The Privacy Commissioner has today asked police to
investigate Google's gathering of personal wireless internet
data during its street view operation in New Zealand.
The commission and police met today to discuss Google's
possible breach of the Crimes Act after concerns were
expressed about reports it collected WiFi information while
photographing houses and streets with 3D cameras for its
Google has admitted collecting public WiFi data in more than
30 countries though it was not known what kind of information
had been collected. The company has "locked-down" the
information while the matter is being investigated.
The privacy scandal has sparked fears that Google might have
intercepted personal banking details and could link people's
internet behaviour to home addresses.
Assistant Privacy Commissioner Katrine Evans, in a statement,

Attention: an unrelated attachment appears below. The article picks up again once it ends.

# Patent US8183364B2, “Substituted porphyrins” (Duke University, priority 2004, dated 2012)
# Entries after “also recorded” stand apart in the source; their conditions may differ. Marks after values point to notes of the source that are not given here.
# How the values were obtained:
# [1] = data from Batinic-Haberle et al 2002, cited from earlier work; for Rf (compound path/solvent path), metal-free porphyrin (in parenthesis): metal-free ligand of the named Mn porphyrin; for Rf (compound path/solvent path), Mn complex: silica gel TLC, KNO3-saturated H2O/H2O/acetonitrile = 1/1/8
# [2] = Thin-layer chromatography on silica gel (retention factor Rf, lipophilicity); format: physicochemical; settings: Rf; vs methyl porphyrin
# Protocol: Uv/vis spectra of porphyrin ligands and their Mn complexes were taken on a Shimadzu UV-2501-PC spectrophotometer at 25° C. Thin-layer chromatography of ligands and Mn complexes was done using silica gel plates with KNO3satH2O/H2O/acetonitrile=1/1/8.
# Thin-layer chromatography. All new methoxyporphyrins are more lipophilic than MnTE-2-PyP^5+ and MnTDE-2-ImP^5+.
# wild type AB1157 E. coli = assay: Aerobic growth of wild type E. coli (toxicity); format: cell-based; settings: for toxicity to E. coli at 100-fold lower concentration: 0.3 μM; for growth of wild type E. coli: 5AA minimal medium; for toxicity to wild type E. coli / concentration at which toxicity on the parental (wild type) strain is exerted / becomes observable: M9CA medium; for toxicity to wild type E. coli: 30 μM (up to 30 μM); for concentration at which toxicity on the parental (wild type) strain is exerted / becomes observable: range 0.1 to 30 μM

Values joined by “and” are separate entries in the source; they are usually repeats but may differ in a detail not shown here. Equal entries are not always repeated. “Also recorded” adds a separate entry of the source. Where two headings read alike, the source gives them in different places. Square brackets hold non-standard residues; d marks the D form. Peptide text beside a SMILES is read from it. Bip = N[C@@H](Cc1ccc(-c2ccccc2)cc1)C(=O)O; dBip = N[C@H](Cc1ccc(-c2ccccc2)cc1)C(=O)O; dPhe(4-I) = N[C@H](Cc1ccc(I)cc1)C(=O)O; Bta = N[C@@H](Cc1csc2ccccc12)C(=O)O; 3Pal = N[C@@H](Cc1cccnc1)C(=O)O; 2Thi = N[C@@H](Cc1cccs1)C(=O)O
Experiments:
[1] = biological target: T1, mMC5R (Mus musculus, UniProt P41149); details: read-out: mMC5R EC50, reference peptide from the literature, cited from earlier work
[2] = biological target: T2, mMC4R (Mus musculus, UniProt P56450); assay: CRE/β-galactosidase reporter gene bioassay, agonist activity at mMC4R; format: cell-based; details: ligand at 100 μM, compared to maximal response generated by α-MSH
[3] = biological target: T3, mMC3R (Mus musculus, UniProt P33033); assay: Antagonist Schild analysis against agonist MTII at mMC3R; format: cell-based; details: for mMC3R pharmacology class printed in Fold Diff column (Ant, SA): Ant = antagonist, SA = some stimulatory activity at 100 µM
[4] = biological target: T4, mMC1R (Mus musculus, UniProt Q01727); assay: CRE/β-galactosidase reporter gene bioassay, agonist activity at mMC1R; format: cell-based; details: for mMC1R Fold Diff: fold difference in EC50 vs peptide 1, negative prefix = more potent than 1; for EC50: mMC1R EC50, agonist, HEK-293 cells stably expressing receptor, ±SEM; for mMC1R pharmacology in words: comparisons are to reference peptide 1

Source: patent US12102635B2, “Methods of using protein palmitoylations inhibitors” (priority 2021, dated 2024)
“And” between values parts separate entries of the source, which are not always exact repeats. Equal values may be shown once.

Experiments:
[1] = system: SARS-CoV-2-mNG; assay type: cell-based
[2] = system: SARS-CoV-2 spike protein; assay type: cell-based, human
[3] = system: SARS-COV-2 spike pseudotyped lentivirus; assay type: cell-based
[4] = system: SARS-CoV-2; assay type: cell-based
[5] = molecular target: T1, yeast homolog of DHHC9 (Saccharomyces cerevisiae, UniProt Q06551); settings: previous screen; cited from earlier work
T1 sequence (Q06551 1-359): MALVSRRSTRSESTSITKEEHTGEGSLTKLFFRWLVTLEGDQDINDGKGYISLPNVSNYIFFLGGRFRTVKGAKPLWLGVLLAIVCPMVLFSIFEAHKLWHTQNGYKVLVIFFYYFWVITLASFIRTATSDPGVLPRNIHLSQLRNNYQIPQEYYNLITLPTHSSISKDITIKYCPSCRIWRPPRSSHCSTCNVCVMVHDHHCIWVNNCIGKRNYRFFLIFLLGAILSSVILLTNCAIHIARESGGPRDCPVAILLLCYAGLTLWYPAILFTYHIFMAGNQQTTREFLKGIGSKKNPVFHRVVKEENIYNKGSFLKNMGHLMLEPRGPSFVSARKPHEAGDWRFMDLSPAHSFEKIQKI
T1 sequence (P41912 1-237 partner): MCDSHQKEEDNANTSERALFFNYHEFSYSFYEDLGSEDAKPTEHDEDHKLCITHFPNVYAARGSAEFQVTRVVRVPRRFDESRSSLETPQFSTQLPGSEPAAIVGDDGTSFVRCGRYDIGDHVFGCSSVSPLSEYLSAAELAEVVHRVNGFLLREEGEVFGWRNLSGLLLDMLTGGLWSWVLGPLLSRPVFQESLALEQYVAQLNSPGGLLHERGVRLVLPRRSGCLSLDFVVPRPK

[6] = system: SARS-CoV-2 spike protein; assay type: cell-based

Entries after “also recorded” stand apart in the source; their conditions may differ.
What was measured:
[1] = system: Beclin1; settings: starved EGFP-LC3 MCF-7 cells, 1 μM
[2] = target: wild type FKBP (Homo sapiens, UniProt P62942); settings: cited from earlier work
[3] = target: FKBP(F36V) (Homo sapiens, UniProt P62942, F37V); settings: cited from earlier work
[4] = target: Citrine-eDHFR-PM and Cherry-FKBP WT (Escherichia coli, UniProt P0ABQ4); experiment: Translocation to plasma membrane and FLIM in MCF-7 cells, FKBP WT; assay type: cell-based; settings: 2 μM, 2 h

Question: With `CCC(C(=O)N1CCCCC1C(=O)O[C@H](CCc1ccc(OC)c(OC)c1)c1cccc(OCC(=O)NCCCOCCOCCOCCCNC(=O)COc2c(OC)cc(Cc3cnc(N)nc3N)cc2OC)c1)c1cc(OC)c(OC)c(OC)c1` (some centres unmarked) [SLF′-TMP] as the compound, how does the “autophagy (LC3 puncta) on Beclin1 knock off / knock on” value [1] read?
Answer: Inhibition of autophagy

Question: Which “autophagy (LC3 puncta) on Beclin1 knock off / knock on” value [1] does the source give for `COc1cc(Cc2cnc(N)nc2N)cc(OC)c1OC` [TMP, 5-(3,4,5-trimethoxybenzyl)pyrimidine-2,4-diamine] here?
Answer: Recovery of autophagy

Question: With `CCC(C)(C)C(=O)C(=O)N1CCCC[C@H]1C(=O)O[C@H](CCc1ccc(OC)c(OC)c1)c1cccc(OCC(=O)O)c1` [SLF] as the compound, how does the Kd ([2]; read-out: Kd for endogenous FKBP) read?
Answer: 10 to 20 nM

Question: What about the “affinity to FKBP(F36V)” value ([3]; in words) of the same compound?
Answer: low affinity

said that following today's meeting the commission and police
had agreed the matter would now be formally referred to
"So that they can consider whether Google has committed a
criminal offence by collecting payload data from WiFi
networks during its street view filming."
The commission would continue to consider the privacy angles
and would not comment further, she said.
Taylor Shaw privacy specialist Kathryn Dalziel said it would
be a breach of the Crimes Act if Google was found to have
intercepted any communication.
"This will create an interesting issue in terms of
international law, since the company is based outside of New
Ms Dalziel said it would be up to police to investigate
whether a crime had been committed.
A Google New Zealand spokesperson said the company was
"profoundly sorry" for the mistake and that the collection of
data would have been limited by the fact that the Google cars
"were on the move".
Internet users would have needed to be using their network as
a car passed their house.
"Our in-car WiFi equipment automatically changes channels
five times a second. That said, it's possible that the
fragments of data we collected could contain entire emails or
other content if a user broadcast personal information over
an open network at that moment."